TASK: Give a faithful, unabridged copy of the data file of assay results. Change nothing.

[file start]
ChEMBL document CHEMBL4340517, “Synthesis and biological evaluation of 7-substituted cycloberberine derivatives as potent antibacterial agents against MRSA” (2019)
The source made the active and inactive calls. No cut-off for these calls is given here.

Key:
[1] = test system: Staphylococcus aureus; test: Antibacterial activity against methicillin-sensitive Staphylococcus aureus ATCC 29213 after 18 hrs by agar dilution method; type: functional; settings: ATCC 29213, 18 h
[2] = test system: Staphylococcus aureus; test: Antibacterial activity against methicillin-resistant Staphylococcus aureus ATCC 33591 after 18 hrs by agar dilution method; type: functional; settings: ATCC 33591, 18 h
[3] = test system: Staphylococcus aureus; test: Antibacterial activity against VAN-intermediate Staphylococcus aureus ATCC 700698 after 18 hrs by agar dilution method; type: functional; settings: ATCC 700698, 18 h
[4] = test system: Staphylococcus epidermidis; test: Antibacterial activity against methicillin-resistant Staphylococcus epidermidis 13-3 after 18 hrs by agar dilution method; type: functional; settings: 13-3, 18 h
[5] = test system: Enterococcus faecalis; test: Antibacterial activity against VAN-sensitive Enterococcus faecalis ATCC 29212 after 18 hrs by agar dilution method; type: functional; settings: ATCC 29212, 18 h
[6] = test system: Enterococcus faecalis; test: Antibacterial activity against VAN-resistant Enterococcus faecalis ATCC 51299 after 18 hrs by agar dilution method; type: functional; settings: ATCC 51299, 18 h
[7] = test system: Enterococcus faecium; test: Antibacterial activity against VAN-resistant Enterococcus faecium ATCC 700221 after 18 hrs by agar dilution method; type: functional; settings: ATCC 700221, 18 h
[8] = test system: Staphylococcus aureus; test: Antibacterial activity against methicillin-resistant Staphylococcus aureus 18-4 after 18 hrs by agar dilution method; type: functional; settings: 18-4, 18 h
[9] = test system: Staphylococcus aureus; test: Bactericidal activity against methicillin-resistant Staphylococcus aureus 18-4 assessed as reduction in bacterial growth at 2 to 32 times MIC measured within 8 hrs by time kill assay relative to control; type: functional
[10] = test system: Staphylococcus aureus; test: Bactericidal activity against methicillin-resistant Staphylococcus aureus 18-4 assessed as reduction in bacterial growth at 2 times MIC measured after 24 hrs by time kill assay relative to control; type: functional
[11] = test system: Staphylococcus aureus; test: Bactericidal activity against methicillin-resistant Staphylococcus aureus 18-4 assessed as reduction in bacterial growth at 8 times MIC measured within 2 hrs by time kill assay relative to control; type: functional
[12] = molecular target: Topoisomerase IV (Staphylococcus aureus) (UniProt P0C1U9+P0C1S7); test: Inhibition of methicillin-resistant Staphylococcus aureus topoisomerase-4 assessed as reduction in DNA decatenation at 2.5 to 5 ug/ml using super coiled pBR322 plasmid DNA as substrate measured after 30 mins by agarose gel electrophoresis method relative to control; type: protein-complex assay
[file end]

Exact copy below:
ChEMBL document CHEMBL4340517, “Synthesis and biological evaluation of 7-substituted cycloberberine derivatives as potent antibacterial agents against MRSA” (2019)
The source made the active and inactive calls. No cut-off for these calls is given here.

Key:
[1] = test system: Staphylococcus aureus; test: Antibacterial activity against methicillin-sensitive Staphylococcus aureus ATCC 29213 after 18 hrs by agar dilution method; type: functional; settings: ATCC 29213, 18 h
[2] = test system: Staphylococcus aureus; test: Antibacterial activity against methicillin-resistant Staphylococcus aureus ATCC 33591 after 18 hrs by agar dilution method; type: functional; settings: ATCC 33591, 18 h
[3] = test system: Staphylococcus aureus; test: Antibacterial activity against VAN-intermediate Staphylococcus aureus ATCC 700698 after 18 hrs by agar dilution method; type: functional; settings: ATCC 700698, 18 h
[4] = test system: Staphylococcus epidermidis; test: Antibacterial activity against methicillin-resistant Staphylococcus epidermidis 13-3 after 18 hrs by agar dilution method; type: functional; settings: 13-3, 18 h
[5] = test system: Enterococcus faecalis; test: Antibacterial activity against VAN-sensitive Enterococcus faecalis ATCC 29212 after 18 hrs by agar dilution method; type: functional; settings: ATCC 29212, 18 h
[6] = test system: Enterococcus faecalis; test: Antibacterial activity against VAN-resistant Enterococcus faecalis ATCC 51299 after 18 hrs by agar dilution method; type: functional; settings: ATCC 51299, 18 h
[7] = test system: Enterococcus faecium; test: Antibacterial activity against VAN-resistant Enterococcus faecium ATCC 700221 after 18 hrs by agar dilution method; type: functional; settings: ATCC 700221, 18 h
[8] = test system: Staphylococcus aureus; test: Antibacterial activity against methicillin-resistant Staphylococcus aureus 18-4 after 18 hrs by agar dilution method; type: functional; settings: 18-4, 18 h
[9] = test system: Staphylococcus aureus; test: Bactericidal activity against methicillin-resistant Staphylococcus aureus 18-4 assessed as reduction in bacterial growth at 2 to 32 times MIC measured within 8 hrs by time kill assay relative to control; type: functional
[10] = test system: Staphylococcus aureus; test: Bactericidal activity against methicillin-resistant Staphylococcus aureus 18-4 assessed as reduction in bacterial growth at 2 times MIC measured after 24 hrs by time kill assay relative to control; type: functional
[11] = test system: Staphylococcus aureus; test: Bactericidal activity against methicillin-resistant Staphylococcus aureus 18-4 assessed as reduction in bacterial growth at 8 times MIC measured within 2 hrs by time kill assay relative to control; type: functional
[12] = molecular target: Topoisomerase IV (Staphylococcus aureus) (UniProt P0C1U9+P0C1S7); test: Inhibition of methicillin-resistant Staphylococcus aureus topoisomerase-4 assessed as reduction in DNA decatenation at 2.5 to 5 ug/ml using super coiled pBR322 plasmid DNA as substrate measured after 30 mins by agarose gel electrophoresis method relative to control; type: protein-complex assay